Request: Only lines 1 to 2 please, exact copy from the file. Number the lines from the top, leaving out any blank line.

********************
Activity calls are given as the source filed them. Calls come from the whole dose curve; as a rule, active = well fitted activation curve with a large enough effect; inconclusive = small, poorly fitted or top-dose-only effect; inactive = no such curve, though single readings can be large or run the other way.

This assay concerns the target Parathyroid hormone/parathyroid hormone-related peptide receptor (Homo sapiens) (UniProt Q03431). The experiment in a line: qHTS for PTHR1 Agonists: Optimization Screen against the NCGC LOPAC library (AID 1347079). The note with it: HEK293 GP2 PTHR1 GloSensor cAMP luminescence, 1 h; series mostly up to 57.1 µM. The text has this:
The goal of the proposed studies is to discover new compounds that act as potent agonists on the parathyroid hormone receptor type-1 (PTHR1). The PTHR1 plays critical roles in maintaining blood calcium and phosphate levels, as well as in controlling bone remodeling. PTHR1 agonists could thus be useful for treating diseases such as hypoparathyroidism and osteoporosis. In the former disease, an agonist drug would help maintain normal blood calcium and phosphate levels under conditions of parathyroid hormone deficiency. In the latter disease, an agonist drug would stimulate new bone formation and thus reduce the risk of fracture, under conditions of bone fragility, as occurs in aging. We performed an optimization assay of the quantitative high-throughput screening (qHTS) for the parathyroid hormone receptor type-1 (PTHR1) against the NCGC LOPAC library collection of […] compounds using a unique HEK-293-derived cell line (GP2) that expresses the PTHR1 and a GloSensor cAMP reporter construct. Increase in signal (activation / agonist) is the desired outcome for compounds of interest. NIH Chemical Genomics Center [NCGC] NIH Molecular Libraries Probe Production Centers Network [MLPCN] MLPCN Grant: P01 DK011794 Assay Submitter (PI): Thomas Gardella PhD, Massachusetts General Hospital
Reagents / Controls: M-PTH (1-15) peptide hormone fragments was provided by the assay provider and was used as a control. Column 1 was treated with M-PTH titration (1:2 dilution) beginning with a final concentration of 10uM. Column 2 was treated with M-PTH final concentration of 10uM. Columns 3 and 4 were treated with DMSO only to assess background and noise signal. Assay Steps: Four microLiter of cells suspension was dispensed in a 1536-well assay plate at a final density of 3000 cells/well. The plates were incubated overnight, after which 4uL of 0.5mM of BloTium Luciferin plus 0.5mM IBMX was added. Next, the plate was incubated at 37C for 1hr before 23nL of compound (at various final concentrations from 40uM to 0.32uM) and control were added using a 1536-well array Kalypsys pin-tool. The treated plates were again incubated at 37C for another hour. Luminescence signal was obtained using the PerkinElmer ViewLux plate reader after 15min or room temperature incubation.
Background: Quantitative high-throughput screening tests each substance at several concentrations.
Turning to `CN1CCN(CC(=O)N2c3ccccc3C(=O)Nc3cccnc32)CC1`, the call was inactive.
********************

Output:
Activity calls are given as the source filed them. Calls come from the whole dose curve; as a rule, active = well fitted activation curve with a large enough effect; inconclusive = small, poorly fitted or top-dose-only effect; inactive = no such curve, though single readings can be large or run the other way.

This assay concerns the target Parathyroid hormone/parathyroid hormone-related peptide receptor (Homo sapiens) (UniProt Q03431). The experiment in a line: qHTS for PTHR1 Agonists: Optimization Screen against the NCGC LOPAC library (AID 1347079). The note with it: HEK293 GP2 PTHR1 GloSensor cAMP luminescence, 1 h; series mostly up to 57.1 µM. The text has this: